First-year law student Phil Duguay will speak about his experiences working for Mines Action Canada on the landmine situation in Ethiopia. The presentation will feature photos and video from the region, a discussion on Canada's role in the implementation of the Mine Ban Convention (Ottawa Convention), and internship opportunities for young people. A Human Rights Working Group presentation for Canadian Landmine Awareness Week.
Emile Bienvenu, currently in residence at the Faculty of Law, is a pharmacist with a master's degree from the University of the Western Cape in South Africa and a lecturer at the National University of Rwanda. His research focuses on rational use of medicines for key diseases and on good pharmacy practice. His current research interest seeks to optimize pharmacotherapy in HIV/TB/malaria co-infected patients. A co-presentation of the CIPP with the HRWG on HIV/AIDS and Public Health.
Panel discussion with profs Wendy Adams, Margaret Somerville and Nicholas Kasirer, and Lesli Bisgould (a full-time animal lawyer). A reception at Thomson House will follow. This will be a great opportunity to learn more about animal law and chat with a practitioner.
Back to basics: Incomplete acquisition of differential object marking in Spanish heritage speakers
Career week hosted by SLUM
Hosted by SLUM
First, second and third year students are invited to try out for a spot on one of McGill's moot court teams. Visit the SAO website link below for more information and to download all the documents needed. Schedule: 9h00–12h30 and 14h30–17h15.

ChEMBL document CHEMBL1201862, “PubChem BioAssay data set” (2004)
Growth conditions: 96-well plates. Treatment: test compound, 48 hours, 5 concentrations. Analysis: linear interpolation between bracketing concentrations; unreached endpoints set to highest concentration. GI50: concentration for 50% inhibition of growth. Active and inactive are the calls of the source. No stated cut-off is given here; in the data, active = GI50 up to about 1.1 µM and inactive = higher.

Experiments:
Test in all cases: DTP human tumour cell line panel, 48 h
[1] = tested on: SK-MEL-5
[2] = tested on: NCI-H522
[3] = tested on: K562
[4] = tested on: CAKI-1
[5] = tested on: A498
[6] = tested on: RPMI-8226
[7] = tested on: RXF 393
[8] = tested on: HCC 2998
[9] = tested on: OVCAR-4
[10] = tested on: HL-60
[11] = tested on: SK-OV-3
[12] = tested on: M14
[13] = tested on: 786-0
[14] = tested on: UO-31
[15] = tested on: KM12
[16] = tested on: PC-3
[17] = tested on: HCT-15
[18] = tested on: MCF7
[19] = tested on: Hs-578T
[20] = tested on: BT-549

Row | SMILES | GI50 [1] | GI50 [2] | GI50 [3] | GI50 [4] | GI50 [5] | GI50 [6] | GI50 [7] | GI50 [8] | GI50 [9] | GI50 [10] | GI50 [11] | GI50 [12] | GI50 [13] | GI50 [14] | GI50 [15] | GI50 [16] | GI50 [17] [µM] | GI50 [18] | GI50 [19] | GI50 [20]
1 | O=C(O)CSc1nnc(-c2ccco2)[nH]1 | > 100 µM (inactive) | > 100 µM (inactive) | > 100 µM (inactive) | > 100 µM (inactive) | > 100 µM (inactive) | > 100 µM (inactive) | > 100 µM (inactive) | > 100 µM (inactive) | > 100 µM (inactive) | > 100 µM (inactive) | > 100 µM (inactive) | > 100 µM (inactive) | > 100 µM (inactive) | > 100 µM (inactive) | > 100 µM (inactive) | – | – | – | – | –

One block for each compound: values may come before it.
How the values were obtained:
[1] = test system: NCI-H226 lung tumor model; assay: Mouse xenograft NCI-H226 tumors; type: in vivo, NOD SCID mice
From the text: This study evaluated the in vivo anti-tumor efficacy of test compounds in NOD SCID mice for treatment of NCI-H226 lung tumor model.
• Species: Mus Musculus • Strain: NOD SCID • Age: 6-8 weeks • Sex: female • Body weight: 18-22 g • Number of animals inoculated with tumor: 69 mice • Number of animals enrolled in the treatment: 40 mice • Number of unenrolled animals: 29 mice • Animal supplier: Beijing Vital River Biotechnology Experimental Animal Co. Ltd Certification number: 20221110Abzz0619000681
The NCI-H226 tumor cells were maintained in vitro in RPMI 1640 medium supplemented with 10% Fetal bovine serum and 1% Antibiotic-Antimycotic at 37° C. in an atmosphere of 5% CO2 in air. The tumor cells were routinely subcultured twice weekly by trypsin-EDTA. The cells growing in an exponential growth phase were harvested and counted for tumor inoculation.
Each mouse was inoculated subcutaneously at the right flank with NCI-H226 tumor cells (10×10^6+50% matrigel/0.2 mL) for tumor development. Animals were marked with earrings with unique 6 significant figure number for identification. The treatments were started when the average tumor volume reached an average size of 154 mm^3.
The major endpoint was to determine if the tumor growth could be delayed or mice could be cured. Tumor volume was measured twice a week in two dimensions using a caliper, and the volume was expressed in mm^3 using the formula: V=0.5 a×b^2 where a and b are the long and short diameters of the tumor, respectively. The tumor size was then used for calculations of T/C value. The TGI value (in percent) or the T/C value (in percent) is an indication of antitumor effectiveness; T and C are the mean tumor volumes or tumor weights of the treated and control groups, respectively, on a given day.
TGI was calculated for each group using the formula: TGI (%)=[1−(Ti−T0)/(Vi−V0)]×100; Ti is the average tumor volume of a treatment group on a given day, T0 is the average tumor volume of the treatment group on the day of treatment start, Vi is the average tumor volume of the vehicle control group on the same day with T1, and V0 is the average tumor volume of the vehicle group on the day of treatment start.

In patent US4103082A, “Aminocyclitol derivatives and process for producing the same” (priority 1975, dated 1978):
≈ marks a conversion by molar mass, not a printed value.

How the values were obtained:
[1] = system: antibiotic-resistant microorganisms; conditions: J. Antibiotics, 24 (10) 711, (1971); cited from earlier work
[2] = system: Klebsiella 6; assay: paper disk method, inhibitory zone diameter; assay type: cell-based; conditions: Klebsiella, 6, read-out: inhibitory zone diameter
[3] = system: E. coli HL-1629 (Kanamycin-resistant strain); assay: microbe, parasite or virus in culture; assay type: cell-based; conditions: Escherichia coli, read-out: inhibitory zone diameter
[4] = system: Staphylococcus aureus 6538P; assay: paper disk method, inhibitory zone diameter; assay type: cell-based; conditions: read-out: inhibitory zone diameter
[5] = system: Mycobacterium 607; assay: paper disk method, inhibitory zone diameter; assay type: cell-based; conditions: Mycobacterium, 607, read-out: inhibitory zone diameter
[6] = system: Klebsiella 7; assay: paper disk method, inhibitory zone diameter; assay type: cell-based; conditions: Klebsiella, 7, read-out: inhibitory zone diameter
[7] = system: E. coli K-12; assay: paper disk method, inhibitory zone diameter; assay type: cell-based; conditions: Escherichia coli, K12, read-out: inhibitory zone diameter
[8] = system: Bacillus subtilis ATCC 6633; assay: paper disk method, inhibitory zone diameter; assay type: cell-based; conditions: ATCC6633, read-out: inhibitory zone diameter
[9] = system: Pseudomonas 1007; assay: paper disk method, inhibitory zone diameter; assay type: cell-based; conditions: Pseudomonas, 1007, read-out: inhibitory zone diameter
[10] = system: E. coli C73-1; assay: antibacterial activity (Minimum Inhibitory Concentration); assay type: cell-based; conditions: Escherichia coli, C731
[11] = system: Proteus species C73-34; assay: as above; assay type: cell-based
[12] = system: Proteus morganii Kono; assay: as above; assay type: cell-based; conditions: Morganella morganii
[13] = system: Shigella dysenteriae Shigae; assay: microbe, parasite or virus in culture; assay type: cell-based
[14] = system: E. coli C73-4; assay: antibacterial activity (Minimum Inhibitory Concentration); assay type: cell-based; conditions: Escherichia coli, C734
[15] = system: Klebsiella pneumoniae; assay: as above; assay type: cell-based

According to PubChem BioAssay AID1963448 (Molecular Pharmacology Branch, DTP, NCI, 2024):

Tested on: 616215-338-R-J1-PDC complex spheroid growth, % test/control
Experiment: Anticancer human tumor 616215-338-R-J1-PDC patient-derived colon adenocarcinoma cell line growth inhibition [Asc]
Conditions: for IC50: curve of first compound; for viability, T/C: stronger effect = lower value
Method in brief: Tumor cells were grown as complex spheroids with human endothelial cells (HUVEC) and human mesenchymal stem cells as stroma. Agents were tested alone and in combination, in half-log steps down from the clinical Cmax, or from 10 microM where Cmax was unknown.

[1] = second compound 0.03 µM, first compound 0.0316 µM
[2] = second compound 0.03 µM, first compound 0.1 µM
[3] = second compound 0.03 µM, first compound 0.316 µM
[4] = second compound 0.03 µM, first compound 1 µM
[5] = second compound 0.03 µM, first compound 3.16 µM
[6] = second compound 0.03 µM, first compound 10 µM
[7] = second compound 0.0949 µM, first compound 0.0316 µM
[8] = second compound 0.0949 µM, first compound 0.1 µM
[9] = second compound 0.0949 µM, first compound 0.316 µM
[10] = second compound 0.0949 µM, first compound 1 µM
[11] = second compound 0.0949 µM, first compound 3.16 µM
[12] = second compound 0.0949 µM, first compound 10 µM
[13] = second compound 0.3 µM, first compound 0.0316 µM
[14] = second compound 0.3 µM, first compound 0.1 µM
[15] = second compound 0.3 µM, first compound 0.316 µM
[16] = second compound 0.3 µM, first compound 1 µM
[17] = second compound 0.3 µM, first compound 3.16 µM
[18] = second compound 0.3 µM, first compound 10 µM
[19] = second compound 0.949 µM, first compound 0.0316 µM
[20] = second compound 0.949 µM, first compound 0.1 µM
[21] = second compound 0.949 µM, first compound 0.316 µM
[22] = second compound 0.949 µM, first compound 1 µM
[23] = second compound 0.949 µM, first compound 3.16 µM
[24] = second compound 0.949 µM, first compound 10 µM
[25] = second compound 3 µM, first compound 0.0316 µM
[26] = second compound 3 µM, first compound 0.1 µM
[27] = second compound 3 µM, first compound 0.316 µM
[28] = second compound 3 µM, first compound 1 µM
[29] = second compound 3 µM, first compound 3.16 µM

Opening the doors to rights for live-in caregivers: A critical discussion of Canada's live-in caregiver program
Panel discussion: Abigail Bakan (Professor of Political Studies and Women's Studies, Queen's University); Cecilia Diocson (Executive Director, National Alliance of Philippine Women in Canada); Delia de Veyra (Vice Chairperson, PINAY, former live-in caregiver program participant); and Walter Chi-Yan Tom (lawyer practicing immigration law in Montreal). Moderator: Jill Hanley (Assistant Professor, School of Social Work, McGill, co-founder of the Immigrant Workers' Centre). The Live-In Caregiver program brings thousands of domestic workers to Canada on temporary work visas each year to fill a labour market gap to provide care for children and elderly persons. Mostly women from developing countries, these caregivers are required to live in the homes of their employers, and their immigration status remains precariously tied to their jobs. The temporary status of live-in caregivers in Canada creates a context that leaves caregivers vulnerable to abuse and to denial of workers' rights. Is the live-in caregiver progr
Maria Natasha Rajah, PhD, assistant professor, Dept of Psychiatry
John Yates, professor of chemical physiology, Scripps Research Institute